Roku CEO: Why Tim Cook Is Wrong To Call Apple TV A "Hobby" Product

In January, Apple CEO Tim Cook praised Apple TV during a company earnings call, hailing the set-top box as a product he "couldn't live without." At the same time, even though the device sold a record 1.4 million units in the quarter—in addition to the 3 million it sold in 2011—Cook downplayed the space's potential and Apple TV's future revenue in the category. "We still classify this as a hobby," he said.

But for Roku chief exec Anthony Wood, who considers Apple his main competitor, Cook's comments couldn't be further from the truth. The Saratoga, California-based company did $100 million in sales in 2011, double what it did the year before. "A hobby for Apple is a huge business for many other companies," Wood says. "Yeah, $100 million is nothing for Apple—it's like a rounding error. They probably spend more money than that on their cafeteria. But for a new company [like us] in a new category, it's a fast ramp that will turn into $1 billion in sales in the not-too-distant future."

Roku has sold 2.5 million set-top boxes, compared with Apple, which has sold roughly 4.4 million. "But that's worldwide," Wood says, referring to Apple's global sales figure. "We actually outsell Apple in the U.S." And the company is expanding internationally, launching in Ireland and Britain at the beginning of this year, and seeking to raise up to $50 million to fuel growth.

Ironically, Roku believes its sales are being assisted by one unlikely player: Apple. In the same way that Dropbox and Box saw a boost from Apple's entry into the cloud space with iCloud, Roku has seen a market boom from Apple's entry into television. "We made the decision not to try to educate the consumer because it's hard and expensive," Wood says. "When the $99 Apple TV launched, our sales actually doubled because it brought more awareness to the category."

So why does Cook still refer to Apple TV as a "hobby"? "Personally, I think they call it a hobby not cause they're not trying—they're putting a lot of effort into Apple TV—but because they haven't been that successful compared to the iPhone and iPad," Wood says. "So it's a way for them to keep working on it but not look bad because they haven't sold that many for the Apple world."

Wood's comments do jibe with Cook's explanation for it being a "hobby" product. At a recent meeting with investors at a Goldman Sachs technology conference, Cook acknowledged that the Apple TV was "clearly ramping." However, "the reason we call it a hobby is because we don't want to send a message to you or our shareholders that we think that the market for it is the size of our other businesses—the size of the phone business, the size of the Mac business, the size of the iPad business or the iPod business," Cook said. "We don't want to send a message that the leg of that stool is of equal length as those others."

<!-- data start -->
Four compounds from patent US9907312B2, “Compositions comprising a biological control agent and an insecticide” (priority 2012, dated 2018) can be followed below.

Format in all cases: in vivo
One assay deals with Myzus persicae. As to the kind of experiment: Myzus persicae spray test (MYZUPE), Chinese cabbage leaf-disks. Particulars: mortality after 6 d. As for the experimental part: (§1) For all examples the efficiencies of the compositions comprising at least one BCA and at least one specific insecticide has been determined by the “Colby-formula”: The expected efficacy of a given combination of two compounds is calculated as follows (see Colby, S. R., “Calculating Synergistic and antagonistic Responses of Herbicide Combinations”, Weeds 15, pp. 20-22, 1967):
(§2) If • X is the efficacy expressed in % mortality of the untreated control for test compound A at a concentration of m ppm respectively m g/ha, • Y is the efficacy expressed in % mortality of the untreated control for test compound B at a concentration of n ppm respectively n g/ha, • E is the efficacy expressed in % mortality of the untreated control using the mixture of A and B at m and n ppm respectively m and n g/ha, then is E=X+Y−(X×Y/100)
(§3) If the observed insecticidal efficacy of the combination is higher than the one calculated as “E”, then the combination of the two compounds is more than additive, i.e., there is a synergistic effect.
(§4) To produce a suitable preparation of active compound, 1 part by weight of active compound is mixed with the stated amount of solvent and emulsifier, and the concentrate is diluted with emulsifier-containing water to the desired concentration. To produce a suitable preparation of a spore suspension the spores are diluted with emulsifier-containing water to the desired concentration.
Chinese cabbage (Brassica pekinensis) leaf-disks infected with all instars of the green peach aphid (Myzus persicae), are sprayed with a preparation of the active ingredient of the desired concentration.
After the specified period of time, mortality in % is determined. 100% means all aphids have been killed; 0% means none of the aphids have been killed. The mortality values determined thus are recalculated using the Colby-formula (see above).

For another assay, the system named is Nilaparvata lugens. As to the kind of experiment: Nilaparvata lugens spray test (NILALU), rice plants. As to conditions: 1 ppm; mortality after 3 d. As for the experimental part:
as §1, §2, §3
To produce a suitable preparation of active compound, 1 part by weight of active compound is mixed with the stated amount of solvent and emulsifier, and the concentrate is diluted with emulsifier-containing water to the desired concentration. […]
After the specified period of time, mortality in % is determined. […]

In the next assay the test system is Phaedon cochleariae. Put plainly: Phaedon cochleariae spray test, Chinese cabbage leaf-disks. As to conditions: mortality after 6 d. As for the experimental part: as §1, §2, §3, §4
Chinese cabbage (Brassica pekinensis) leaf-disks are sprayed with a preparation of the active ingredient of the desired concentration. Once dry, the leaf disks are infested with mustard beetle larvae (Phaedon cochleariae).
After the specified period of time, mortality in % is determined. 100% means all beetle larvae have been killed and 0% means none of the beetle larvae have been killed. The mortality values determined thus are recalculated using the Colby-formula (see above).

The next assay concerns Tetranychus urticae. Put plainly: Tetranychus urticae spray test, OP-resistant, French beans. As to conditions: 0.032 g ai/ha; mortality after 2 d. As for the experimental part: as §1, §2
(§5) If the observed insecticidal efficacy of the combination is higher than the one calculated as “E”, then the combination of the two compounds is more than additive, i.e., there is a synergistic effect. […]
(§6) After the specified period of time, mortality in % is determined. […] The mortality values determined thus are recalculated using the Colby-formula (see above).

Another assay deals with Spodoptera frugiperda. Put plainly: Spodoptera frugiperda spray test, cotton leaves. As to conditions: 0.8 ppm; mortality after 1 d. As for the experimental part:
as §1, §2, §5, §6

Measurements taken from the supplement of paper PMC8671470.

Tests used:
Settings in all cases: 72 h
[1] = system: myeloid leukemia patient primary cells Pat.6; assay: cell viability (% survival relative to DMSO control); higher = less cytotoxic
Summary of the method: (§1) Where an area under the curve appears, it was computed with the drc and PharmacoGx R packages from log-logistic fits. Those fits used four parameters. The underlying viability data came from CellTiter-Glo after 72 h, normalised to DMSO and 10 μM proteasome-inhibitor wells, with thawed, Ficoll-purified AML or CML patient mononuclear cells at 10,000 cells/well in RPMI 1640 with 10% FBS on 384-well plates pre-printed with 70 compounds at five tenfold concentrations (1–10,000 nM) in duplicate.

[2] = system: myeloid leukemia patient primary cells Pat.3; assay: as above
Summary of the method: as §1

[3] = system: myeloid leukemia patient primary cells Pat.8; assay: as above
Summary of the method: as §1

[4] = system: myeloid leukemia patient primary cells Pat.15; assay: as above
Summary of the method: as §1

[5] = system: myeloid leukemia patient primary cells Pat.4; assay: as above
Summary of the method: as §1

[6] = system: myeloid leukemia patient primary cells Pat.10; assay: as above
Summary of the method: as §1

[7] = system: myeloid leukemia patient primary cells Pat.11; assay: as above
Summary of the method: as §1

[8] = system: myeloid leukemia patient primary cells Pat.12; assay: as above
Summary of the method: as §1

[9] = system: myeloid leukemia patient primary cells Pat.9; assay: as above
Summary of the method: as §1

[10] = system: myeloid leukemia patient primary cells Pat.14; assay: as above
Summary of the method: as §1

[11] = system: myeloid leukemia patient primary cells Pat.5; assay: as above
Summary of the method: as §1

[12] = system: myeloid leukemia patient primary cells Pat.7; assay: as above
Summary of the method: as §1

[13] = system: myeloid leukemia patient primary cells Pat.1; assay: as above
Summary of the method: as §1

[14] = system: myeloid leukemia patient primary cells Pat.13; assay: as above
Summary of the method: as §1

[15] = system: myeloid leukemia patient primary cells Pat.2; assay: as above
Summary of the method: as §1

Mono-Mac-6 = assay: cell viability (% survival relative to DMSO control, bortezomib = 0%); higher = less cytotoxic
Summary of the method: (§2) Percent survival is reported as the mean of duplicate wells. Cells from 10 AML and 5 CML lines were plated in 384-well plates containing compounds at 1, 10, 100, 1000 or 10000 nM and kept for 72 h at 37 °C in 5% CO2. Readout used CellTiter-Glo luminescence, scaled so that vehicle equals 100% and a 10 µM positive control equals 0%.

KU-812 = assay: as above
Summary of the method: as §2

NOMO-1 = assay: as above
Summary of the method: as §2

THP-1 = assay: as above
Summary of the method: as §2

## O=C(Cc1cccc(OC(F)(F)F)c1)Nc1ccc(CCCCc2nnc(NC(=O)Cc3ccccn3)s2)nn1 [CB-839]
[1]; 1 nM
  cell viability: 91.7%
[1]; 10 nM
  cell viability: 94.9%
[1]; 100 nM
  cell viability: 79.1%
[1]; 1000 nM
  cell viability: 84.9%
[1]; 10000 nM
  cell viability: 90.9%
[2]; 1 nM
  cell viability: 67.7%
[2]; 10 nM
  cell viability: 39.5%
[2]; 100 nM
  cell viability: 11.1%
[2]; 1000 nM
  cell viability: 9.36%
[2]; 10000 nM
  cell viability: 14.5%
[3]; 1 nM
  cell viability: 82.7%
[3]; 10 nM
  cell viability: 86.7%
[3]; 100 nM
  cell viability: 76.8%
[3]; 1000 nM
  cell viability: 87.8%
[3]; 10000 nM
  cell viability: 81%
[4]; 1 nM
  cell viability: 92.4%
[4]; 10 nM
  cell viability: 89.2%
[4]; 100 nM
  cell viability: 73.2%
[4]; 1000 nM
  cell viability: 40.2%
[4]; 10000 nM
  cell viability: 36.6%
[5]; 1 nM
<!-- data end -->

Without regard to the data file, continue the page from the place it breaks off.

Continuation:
"With Apple TV, despite the barriers," he continued, "we've always thought there was something there, and that if we kept following our intuition, and kept pulling the string, that we might find something that was larger."

Wood speculates that that "larger" business is the only reason Apple remains in the space. "My guess is their current Apple TV product is sort of a beta version for their TV—using it to improve their UI and get it ready," he says. "The numbers on Apple TV in dollars for them are like meaningless. A real TV is quite a bit more expensive, and would actually generate revenue that would be interesting for them."

But, he adds again, "I'm just speculating."

[Image: Flickr user Ariel Dovas]

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2 Comments

  • Marcos

    If Apple goes for the iTV at $1500, expect a huge failure. A TV is a screen. A monitor. It is an accessory like a keyboard or a mouse. It can, apart from the actual screen, be invisible.
    What matters is what you connect it to. God knows why they didn't include apps and games in this last Apple TV. What a wasted opportunity. 

  • atimoshenko

    It's a hobby because there is some, but not much, need for a large, communal screen to be particularly 'smart' in the future. The TV use case evolved for a time when screens, and the components required to drive them, were bulky and expensive. If the PC, as Jobs put it, is a truck, then the TV is a horse. There is some scope to upgrade horses for the 21st Century through genetic engineering, but it is not going to be a mainstream concern.